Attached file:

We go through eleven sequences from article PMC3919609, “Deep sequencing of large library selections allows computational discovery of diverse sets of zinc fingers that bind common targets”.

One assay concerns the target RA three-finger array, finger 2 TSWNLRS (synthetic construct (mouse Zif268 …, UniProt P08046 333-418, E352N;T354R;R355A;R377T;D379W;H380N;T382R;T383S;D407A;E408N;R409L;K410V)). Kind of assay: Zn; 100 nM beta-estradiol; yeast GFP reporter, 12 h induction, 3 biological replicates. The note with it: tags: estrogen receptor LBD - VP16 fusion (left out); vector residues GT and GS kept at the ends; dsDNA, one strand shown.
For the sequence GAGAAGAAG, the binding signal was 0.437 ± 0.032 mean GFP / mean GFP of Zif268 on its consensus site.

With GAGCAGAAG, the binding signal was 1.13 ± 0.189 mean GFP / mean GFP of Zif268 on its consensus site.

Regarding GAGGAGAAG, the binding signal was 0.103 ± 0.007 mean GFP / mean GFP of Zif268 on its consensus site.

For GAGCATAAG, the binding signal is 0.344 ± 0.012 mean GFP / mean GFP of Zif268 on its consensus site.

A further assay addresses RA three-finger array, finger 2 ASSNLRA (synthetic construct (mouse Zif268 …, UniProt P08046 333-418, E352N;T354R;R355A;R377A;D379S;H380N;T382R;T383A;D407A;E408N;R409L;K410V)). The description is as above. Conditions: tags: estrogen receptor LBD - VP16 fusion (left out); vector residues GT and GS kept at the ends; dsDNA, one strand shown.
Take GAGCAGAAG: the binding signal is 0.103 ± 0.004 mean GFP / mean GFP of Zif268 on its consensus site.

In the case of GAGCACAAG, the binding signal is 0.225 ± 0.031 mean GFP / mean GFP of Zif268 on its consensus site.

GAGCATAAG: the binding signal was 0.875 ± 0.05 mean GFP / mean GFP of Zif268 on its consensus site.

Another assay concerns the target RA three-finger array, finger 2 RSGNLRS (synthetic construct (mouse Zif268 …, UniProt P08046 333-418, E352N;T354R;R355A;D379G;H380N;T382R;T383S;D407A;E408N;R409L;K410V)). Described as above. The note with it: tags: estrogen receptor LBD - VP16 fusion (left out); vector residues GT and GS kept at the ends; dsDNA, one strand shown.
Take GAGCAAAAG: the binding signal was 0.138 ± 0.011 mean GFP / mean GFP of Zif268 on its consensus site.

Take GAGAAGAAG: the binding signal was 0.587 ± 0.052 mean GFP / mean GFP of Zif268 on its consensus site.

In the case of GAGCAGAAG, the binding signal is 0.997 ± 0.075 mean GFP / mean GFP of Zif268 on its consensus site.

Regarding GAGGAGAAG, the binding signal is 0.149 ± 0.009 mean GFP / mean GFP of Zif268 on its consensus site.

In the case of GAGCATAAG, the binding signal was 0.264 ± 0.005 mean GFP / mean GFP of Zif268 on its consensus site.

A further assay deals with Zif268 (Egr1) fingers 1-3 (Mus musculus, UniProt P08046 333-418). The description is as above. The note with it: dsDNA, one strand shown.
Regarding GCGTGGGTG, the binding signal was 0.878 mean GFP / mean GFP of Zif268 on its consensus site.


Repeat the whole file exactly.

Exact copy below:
We go through eleven sequences from article PMC3919609, “Deep sequencing of large library selections allows computational discovery of diverse sets of zinc fingers that bind common targets”.

One assay concerns the target RA three-finger array, finger 2 TSWNLRS (synthetic construct (mouse Zif268 …, UniProt P08046 333-418, E352N;T354R;R355A;R377T;D379W;H380N;T382R;T383S;D407A;E408N;R409L;K410V)). Kind of assay: Zn; 100 nM beta-estradiol; yeast GFP reporter, 12 h induction, 3 biological replicates. The note with it: tags: estrogen receptor LBD - VP16 fusion (left out); vector residues GT and GS kept at the ends; dsDNA, one strand shown.
For the sequence GAGAAGAAG, the binding signal was 0.437 ± 0.032 mean GFP / mean GFP of Zif268 on its consensus site.

With GAGCAGAAG, the binding signal was 1.13 ± 0.189 mean GFP / mean GFP of Zif268 on its consensus site.

Regarding GAGGAGAAG, the binding signal was 0.103 ± 0.007 mean GFP / mean GFP of Zif268 on its consensus site.

For GAGCATAAG, the binding signal is 0.344 ± 0.012 mean GFP / mean GFP of Zif268 on its consensus site.

A further assay addresses RA three-finger array, finger 2 ASSNLRA (synthetic construct (mouse Zif268 …, UniProt P08046 333-418, E352N;T354R;R355A;R377A;D379S;H380N;T382R;T383A;D407A;E408N;R409L;K410V)). The description is as above. Conditions: tags: estrogen receptor LBD - VP16 fusion (left out); vector residues GT and GS kept at the ends; dsDNA, one strand shown.
Take GAGCAGAAG: the binding signal is 0.103 ± 0.004 mean GFP / mean GFP of Zif268 on its consensus site.

In the case of GAGCACAAG, the binding signal is 0.225 ± 0.031 mean GFP / mean GFP of Zif268 on its consensus site.

GAGCATAAG: the binding signal was 0.875 ± 0.05 mean GFP / mean GFP of Zif268 on its consensus site.

Another assay concerns the target RA three-finger array, finger 2 RSGNLRS (synthetic construct (mouse Zif268 …, UniProt P08046 333-418, E352N;T354R;R355A;D379G;H380N;T382R;T383S;D407A;E408N;R409L;K410V)). Described as above. The note with it: tags: estrogen receptor LBD - VP16 fusion (left out); vector residues GT and GS kept at the ends; dsDNA, one strand shown.
Take GAGCAAAAG: the binding signal was 0.138 ± 0.011 mean GFP / mean GFP of Zif268 on its consensus site.

Take GAGAAGAAG: the binding signal was 0.587 ± 0.052 mean GFP / mean GFP of Zif268 on its consensus site.

In the case of GAGCAGAAG, the binding signal is 0.997 ± 0.075 mean GFP / mean GFP of Zif268 on its consensus site.

Regarding GAGGAGAAG, the binding signal is 0.149 ± 0.009 mean GFP / mean GFP of Zif268 on its consensus site.

In the case of GAGCATAAG, the binding signal was 0.264 ± 0.005 mean GFP / mean GFP of Zif268 on its consensus site.

A further assay deals with Zif268 (Egr1) fingers 1-3 (Mus musculus, UniProt P08046 333-418). The description is as above. The note with it: dsDNA, one strand shown.
Regarding GCGTGGGTG, the binding signal was 0.878 mean GFP / mean GFP of Zif268 on its consensus site.